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Info about Ganirelix

Brand Name(s): Antagon

Generic Name Ganirelix

What is a ganirelix injection?

GANIRELIX (Antagon™) is a drug used to regulate hormone responses during medication treatments for infertility in women. This medication is given under the direct care of a fertility specialist. Generic ganirelix injection is not yet available.

What should my health care professional know before I receive ganirelix?

They need to know if you have any of these conditions:

  • kidney disease
  • liver disease
  • an unusual or allergic reaction to ganirelix, mannitol, other medicines, foods, dyes, or preservatives
  • pregnant (ganirelix should not be used if you are already pregnant)
  • breast-feeding

How should I use this medicine?

You will be receiving this medication as an injection under the skin once daily in between the use of other fertility drugs. A health care professional will give your doses in your fertility doctor's clinic. In some cases, the professionals may teach you how to inject your own doses at home. Follow the directions for your prescription exactly.

The timing of all the fertility drugs in relation to each other is very important. Your fertility specialist will inform you of the days that you will need to receive this medication. They will tell you how they will monitor your progress.

This medicine is for use by adults only. This medicine is not used in children.

What if I miss a dose?

It is important not to miss a dose, as the success of your fertility treatments depends on proper use of this medication, and fertility treatments are expensive. Call your prescriber or health care professional if you are unable to keep an appointment. If you are giving your own injections, do not use double or extra doses.

What drug(s) may interact with ganirelix?

  • cimetidine
  • herbal or dietary supplements, like black cohosh, chasteberry, or DHEA
  • methyldopa
  • metoclopramide
  • prasterone
  • some medicines for mood or mental problems
  • reserpine

Tell your prescriber or other health care professional about all other medicines you are taking including nonprescription medicines, nutritional supplements, or herbal products. Also, tell your prescriber or health care professional if you are a frequent user of drinks with caffeine or alcohol, if you smoke or if you use illegal drugs. These may affect the way your medicine works. Check before stopping or starting any of your medications.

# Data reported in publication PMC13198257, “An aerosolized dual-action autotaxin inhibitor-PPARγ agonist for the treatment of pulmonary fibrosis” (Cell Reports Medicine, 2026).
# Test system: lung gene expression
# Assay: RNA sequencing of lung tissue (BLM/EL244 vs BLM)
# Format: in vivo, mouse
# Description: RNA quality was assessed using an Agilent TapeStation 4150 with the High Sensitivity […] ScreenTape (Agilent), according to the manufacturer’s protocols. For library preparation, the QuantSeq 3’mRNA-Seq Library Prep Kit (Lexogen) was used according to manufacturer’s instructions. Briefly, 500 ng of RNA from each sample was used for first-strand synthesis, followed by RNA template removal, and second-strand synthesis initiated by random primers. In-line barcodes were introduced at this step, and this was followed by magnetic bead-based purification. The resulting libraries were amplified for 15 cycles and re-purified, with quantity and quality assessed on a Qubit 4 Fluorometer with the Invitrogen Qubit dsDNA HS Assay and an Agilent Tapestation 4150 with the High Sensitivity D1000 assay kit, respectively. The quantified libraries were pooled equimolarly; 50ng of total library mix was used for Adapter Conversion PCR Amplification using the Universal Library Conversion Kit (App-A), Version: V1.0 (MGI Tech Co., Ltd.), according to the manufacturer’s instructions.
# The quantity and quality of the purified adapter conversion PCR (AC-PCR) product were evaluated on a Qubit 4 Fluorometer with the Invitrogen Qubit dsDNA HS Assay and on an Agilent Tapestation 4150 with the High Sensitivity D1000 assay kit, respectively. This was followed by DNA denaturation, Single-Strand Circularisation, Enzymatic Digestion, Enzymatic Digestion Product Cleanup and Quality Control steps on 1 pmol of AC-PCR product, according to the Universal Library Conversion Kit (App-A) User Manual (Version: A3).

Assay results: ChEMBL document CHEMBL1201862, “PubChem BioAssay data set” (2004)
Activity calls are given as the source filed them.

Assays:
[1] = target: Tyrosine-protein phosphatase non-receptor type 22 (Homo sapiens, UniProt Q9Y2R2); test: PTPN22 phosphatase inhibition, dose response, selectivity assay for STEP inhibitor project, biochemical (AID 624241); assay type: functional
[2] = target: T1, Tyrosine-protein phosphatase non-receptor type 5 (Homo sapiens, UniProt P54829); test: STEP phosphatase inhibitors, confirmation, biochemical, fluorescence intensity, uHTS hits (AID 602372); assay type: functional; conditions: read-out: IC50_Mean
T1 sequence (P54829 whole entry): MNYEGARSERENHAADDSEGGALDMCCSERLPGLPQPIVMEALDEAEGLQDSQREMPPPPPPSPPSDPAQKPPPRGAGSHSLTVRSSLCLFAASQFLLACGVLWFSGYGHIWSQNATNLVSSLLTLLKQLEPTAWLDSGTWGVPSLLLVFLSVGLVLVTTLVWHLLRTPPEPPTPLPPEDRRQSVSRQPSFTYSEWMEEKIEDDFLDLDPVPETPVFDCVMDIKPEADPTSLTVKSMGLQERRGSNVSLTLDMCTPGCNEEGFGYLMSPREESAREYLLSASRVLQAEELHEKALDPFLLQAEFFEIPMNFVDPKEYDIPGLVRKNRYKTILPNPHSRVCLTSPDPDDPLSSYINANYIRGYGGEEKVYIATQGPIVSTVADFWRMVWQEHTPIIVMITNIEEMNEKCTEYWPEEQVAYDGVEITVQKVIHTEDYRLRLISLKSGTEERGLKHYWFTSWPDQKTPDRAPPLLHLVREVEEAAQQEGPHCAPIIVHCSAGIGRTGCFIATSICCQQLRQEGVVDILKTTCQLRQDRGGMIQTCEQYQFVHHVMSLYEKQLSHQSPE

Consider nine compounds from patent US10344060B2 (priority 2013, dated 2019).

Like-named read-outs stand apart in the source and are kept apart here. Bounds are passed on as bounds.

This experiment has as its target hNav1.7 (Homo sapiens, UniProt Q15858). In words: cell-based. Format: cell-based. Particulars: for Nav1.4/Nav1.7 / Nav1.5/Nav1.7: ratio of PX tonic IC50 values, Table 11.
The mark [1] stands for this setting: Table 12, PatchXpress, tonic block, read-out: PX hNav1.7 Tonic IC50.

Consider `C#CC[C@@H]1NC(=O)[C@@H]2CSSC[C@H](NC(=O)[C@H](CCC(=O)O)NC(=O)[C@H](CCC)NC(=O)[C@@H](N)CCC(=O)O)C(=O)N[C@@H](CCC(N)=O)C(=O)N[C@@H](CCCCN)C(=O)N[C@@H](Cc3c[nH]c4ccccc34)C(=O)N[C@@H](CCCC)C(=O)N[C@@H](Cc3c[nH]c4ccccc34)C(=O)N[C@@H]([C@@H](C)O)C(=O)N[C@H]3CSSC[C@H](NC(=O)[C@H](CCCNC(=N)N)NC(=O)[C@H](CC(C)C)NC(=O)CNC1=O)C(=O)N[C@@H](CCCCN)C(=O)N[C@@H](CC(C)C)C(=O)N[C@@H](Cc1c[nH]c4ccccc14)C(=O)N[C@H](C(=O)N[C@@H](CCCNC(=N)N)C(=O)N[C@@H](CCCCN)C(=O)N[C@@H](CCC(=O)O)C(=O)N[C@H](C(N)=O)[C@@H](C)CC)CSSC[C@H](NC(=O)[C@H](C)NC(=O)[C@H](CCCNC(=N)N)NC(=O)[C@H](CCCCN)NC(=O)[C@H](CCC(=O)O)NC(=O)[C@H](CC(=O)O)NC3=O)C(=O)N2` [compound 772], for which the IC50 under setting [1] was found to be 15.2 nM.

What side effects may I notice from receiving ganirelix?

Side effects that you should report to your prescriber or health care professional as soon as possible:

  • nausea and vomiting along with severe abdominal pain
  • pelvic pain or bloating
  • sudden shortness of breath

Side effects that usually do not require medical attention (report to your prescriber or health care professional if they continue or are bothersome):

More Common:

  • headache
  • hot flashes (flushing of skin, increased sweating)
  • itching, redness or mild pain at the site of the medication injection
  • mild pelvic discomfort
  • mild nausea

What should I watch for while taking ganirelix?

Visit your prescriber or health care professional for regular checks on your progress and discuss any issues before you start taking ganirelix.

Your prescriber will need to monitor your hormone levels in your blood and use an ultrasound to check your response to ganirelix treatment. Try to keep any appointments for testing; the timing of these tests in relation to taking your medication may be important.

Stop taking ganirelix at once and contact your prescriber or health care professional if you think you are pregnant.

Drinking alcoholic beverages or smoking tobacco may decrease some person's chances of becoming pregnant. Talk with your health care professional about not drinking alcohol and decreasing tobacco use during your fertility treatments.

Where can I keep my medicine?

Keep out of the reach of children.

Store at room temperature between 15 and 30 °C (59 and 86 °F). Protect from direct light and heat. Throw away any unused medicine after the expiration date; ask your health care professional about the proper disposal of used syringes.


(Note: The above information is not intended to replace the advice of your physician, pharmacist, or other healthcare professional. It is not meant to indicate that the use of the product is safe, appropriate, or effective for you.)

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